Research suggests that the latency period (i.e. the time between UV radiation exposure and the onset of skin cancer) for sun-induced skin cancers can develop any time from two to 65 years after exposure. That’s not to say young people aren’t impacted by skin cancer either, and in fact, in 2018, melanoma was the most common cancer in Australians aged 15-29 years. Dr Gross stresses that "there's no question… that by stopping the additional damage today, you’ll minimise [the risk of developing] more than one skin cancer in your lifetime”.

Is It Possible To Reverse Sun Damage?

At some point in our lives, most of us realise that we should be wearing a broad spectrum SPF every single day. But along with this realisation often comes the question of whether the damage is already done — and if it’s too little too late. Dr Gross stresses that this mentality is misguided, as preventing further sun damage to the skin is crucial. He explains that it is possible to reverse sun damage, but only from a cosmetic perspective. 
So, when a skincare brand promises to reverse sun damage, it is generally targeting one of the other skincare concerns mentioned above, particularly hyperpigmentation, dryness, and skin ageing (referred to as photoaging). Generally, this is done by using products formulated with antioxidant ingredients like vitamin C to “catch up” with the damage and cancel it out.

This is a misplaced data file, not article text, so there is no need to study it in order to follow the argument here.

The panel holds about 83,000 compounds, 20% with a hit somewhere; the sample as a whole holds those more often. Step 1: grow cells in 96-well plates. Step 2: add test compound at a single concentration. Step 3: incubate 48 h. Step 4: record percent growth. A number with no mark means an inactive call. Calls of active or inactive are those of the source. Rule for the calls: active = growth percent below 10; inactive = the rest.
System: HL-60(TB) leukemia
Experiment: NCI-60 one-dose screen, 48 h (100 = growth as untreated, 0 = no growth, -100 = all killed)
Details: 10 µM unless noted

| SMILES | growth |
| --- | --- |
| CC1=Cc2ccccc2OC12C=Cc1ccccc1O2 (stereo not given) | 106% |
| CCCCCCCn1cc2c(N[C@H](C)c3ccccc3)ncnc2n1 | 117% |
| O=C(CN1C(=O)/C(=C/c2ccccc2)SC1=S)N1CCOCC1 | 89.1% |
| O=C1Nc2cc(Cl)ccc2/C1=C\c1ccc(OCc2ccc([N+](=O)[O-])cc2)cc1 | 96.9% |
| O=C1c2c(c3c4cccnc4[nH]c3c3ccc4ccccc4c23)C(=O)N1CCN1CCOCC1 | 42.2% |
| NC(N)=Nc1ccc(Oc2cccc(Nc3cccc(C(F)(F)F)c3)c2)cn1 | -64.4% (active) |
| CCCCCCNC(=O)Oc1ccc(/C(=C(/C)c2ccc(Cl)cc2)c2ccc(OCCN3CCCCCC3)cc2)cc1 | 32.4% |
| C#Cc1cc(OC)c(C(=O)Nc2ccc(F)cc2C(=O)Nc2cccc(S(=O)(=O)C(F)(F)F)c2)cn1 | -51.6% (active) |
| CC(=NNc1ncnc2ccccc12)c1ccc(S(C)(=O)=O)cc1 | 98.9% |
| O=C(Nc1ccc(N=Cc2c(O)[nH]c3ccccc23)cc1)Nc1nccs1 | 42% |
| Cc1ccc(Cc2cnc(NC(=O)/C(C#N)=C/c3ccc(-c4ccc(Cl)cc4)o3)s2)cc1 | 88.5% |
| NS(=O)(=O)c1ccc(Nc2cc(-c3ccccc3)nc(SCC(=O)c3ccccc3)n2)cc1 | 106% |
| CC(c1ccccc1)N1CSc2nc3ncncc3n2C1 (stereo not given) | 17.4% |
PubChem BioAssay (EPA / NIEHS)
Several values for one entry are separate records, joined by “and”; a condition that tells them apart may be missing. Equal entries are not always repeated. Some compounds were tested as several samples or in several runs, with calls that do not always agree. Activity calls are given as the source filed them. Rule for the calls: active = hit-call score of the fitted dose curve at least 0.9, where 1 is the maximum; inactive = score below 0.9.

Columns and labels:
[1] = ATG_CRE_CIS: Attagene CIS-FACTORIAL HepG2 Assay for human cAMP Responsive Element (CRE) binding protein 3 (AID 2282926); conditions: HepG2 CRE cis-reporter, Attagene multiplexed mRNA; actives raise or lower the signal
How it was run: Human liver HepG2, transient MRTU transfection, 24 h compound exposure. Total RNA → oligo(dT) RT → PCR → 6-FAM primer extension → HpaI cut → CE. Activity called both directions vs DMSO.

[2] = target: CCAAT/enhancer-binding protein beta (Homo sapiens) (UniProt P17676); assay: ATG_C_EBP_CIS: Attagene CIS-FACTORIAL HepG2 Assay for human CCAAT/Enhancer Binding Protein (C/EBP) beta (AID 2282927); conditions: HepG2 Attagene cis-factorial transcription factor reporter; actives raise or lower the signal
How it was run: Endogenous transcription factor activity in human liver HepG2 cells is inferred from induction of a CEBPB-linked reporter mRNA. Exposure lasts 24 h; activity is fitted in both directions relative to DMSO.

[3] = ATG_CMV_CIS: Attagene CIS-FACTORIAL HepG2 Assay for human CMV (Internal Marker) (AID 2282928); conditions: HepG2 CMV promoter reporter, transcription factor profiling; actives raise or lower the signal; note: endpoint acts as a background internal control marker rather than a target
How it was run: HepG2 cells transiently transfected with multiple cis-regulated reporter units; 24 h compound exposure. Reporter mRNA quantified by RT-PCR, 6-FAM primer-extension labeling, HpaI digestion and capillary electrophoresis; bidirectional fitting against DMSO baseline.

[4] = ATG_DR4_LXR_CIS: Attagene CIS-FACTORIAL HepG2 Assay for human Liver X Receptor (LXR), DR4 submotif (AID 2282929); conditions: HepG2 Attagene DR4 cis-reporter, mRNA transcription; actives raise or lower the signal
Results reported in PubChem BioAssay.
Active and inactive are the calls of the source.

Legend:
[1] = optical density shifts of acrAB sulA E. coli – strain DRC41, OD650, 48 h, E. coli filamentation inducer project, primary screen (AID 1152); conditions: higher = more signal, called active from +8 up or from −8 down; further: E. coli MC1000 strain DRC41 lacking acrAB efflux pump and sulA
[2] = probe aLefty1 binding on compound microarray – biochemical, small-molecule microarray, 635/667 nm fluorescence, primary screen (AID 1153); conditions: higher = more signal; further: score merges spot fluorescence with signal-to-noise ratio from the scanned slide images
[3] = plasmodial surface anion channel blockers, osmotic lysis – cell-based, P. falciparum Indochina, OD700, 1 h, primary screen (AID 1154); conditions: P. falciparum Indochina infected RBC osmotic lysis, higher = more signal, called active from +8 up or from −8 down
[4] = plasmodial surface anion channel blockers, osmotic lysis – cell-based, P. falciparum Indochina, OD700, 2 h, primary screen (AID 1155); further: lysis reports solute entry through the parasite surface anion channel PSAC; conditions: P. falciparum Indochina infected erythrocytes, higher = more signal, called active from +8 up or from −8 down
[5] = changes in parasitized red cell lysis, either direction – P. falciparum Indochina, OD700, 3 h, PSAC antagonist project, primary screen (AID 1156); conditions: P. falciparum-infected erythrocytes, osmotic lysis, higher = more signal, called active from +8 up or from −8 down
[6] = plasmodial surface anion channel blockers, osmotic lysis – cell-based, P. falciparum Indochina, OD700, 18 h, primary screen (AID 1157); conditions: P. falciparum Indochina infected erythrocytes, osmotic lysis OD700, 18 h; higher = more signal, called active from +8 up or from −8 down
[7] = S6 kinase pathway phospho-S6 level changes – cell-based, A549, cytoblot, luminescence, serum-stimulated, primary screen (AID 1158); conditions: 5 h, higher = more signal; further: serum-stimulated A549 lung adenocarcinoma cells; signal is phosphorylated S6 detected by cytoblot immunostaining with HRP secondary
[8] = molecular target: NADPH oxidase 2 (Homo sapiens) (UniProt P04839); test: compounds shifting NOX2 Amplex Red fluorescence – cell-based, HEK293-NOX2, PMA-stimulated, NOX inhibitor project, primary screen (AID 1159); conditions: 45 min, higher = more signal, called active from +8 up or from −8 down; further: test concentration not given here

“At some point, it is possible to catch up, as long as you start to wear sunscreen, [have] no more sun exposure, and start to use antioxidants on a regular basis… [to] almost detoxify your skin from those free radicals,” Dr Gross says.

What's The Best Skincare Routine To Reverse The Physical Signs Of Sun Damage On The Face & Body?

Two products are always recommended to help reverse photoaging: broad spectrum SPF of at least 30 or higher, and vitamin C. “Sunscreen and antioxidants, like vitamin C, are your top defences against free radical damage and reversing signs of photoaging like discolouration [aka hyperpigmentation], loss of elasticity, and fine lines and wrinkles,” Dr Gross says. “For the best protection, layer a vitamin C serum or moisturiser under your SPF to help treat existing sun damage and prevent more from occurring.”
Dr Gross explains that highly concentrated or single-ingredient vitamin C formulas have the potential to be irritating, which is why he recommends opting for “products that are formulated with… multiple synergistic ingredients, [which] will yield superior results over layering single-ingredient products”.
This is one reason that Dr Gross combines vitamin C and lactic acid in his products, as the latter helps to mitigate the potential irritation from the former, while visibly reducing the signs of photoaging and helping to bolster the moisture barrier. “Lactic acid, when combined with vitamin C, gently works to resurface dead skin to facilitate product absorption while replenishing ceramides to seal in moisture,” he says. “When lactic acid creates this seal, it pushes vitamin C deeper into the skin layers, and thus, further disrupts the hyperproduction of pigment, aka sun spots.”